• Childrens & YA Literature

K-12 Reviews: 30th Anniversary Salute to Banned Books Week

September 26, 2012

Salute to Banned BooksOne of the most fiercely guarded—and most fiercely debated—freedoms that citizens of our nation have is the right to read. As long as books are published, there will be titles that offend someone. From talking animals in some fairy tales and folktales to books in which characters explore their sexual identity to titles in which questions about religious beliefs are raised or certain expletives are used, no book can ever be considered safe from offending someone. In honor of the thirtieth anniversary of Banned Books Week—celebrated September 30 to October 6—this week members of the International Reading Association Children’s Literature and Reading Special Interest Group look back at books that have raised the ire of some readers, particularly during the last year. Teachers may be interested in using some of the excellent lessons for different grade levels on examining challenged books at The American Library Association also has several useful resources for teachers and librarians and a list entitled Books Challenged or Banned in 2010-2011 compiled by Robert P. Doyle. The ALA websites offer suggestions for how to become involved during Banned Book Week, including writing letters to the editor on behalf of books and reading or rereading a book that has been banned or challenged. Additionally, ALA’s Office for Intellectual Freedom has provided a list of 326 challenges to books during the past year. Among the top ten most challenged books are the ones that appear below.


Butler, Dori Hillestad. (2005). My mom’s having a baby: A month-to-month guide to pregnancy. Illus. by Carol Thompson. Morton Grove, IL: Albert Whitman.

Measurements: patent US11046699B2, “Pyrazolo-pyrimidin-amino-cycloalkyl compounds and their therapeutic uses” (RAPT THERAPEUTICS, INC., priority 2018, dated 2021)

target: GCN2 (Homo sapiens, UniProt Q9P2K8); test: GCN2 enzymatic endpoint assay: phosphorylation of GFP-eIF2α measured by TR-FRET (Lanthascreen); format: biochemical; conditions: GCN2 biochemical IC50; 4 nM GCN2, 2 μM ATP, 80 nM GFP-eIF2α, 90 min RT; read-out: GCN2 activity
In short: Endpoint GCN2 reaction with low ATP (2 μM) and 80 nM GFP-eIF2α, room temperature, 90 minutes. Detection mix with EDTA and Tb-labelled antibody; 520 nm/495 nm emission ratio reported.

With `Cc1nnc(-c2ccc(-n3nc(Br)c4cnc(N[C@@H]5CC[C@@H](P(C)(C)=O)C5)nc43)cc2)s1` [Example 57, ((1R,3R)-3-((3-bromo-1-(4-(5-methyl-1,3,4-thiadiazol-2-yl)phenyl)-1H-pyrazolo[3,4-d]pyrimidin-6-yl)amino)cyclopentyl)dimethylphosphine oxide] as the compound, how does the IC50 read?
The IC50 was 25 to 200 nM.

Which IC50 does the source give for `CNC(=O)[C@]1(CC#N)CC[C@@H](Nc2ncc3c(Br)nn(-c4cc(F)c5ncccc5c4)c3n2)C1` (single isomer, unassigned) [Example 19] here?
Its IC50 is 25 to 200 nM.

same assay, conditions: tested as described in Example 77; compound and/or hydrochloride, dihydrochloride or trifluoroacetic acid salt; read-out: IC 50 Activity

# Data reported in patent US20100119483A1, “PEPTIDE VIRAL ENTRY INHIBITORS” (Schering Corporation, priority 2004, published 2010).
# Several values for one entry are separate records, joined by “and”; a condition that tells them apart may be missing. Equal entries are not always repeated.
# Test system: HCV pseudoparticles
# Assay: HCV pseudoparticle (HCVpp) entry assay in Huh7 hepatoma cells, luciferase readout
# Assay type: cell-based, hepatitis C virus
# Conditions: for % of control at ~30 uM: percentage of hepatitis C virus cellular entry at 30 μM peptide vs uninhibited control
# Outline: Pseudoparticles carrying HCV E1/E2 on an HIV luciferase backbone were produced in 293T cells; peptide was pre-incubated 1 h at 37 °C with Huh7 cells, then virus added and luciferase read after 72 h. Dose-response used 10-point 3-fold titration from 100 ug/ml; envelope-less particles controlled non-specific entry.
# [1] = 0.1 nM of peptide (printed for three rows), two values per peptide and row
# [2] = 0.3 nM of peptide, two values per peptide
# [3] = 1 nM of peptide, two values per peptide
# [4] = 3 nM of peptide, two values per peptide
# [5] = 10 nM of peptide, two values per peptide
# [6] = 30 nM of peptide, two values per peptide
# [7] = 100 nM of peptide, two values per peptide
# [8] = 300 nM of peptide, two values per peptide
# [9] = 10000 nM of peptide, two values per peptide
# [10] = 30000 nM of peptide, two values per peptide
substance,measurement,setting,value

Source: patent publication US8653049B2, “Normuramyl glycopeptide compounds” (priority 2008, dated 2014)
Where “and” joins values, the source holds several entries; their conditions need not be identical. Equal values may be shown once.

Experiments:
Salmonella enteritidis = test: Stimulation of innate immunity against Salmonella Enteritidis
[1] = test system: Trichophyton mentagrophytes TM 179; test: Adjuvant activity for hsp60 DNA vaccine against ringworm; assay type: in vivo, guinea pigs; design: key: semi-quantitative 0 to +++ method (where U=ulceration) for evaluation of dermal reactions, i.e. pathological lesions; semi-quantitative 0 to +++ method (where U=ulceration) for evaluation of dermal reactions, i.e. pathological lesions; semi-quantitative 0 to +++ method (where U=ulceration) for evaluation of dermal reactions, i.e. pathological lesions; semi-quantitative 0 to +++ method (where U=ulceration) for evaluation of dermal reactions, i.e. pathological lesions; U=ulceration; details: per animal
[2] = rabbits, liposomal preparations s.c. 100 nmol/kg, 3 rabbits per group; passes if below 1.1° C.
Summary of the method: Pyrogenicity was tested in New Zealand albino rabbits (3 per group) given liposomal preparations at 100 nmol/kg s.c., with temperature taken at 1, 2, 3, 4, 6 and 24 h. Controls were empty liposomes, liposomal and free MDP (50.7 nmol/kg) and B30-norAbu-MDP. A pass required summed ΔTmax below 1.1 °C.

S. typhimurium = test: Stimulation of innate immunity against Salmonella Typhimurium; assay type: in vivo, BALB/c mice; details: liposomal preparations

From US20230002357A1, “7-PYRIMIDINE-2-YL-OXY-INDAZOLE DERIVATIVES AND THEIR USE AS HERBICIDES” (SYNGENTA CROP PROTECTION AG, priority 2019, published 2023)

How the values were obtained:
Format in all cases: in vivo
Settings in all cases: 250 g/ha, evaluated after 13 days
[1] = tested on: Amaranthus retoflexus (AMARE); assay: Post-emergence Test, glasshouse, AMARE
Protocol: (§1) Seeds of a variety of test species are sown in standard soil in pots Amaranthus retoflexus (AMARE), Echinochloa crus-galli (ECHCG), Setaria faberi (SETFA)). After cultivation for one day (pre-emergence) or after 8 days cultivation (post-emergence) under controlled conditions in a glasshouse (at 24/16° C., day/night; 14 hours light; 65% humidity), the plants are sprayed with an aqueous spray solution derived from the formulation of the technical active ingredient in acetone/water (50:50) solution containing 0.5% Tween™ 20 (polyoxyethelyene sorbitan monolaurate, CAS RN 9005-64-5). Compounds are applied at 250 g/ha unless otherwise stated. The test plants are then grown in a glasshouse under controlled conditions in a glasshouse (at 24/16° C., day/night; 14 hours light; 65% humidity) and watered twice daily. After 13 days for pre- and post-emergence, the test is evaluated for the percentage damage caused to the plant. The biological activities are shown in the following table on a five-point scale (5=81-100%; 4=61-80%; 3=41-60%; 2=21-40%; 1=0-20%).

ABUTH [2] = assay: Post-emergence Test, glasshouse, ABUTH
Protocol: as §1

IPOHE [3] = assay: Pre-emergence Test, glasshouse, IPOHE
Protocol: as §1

My Mom's Having a BabyFive-year-old Elizabeth is excited about the arrival of her unborn sibling and is full of questions. Using a nonfiction format, the author has created a month-by-month look at the development of a baby within the mother’s uterus as told by its narrator, Elizabeth, from her childlike perspective. Since older siblings are always curious about a new baby, the book provides accurate and straightforward explanations as to how a baby is conceived and how it grows as a fetus until the baby is ready to be born. The illustrations complement the text in their variety and form from cartoon-like panels to speech balloons or full page spreads. Mother explains how her body is changing to allow for the baby to grow. The love and excitement as well as the anticipation of a new baby brother or sister permeate the book while factual details are woven throughout the months. This book was named a Top Ten Sci-Tech Books for Youth 2005. Teachers can find guides for parents and siblings from the author at her website. Interested readers can listen to the author discuss her book with an adult and a Fox news commentator.

One of the top ten most challenged books reported to the American Library Association’s Office for Intellectual Freedom, the book’s frank and open discussion of how a baby is created disturbed some critics. Many adult readers liked the month-by-month description on the development of the baby and how it grows, but felt uncomfortable with the detailed explanation about conception to a five year old. Arguments swirled around the right age for children or teenagers to learn about the basic facts of “where babies come from.” Many librarians maintained that the book belongs in the nonfiction section of libraries and parents/adults/caregivers have the responsibility of making the choice as to when and if the books will be useful within their family units. On the blog, She Scribes, a lively pro and con discussion of this book reflects the nation-wide controversy can be found. Projects such as The Uprise Book Project state that their goal is to end the cycle of poverty with banned books and proclaim: “We think that parents have a right and an obligation to monitor their own child’s access to literature they feel might be inappropriate, but they can’t control another child’s access. By banning and challenging books in schools and libraries, though, they’re doing exactly that."

- Karen Hildebrand, Ohio Library and Reading Consultant


Harris, Robie H. (2009, 3rd Edition). It’s perfectly normal: A book about changing bodies, growing up, sex and sexual health. Illus. by Michael Emberley. Somerville, MA: Candlewick Press.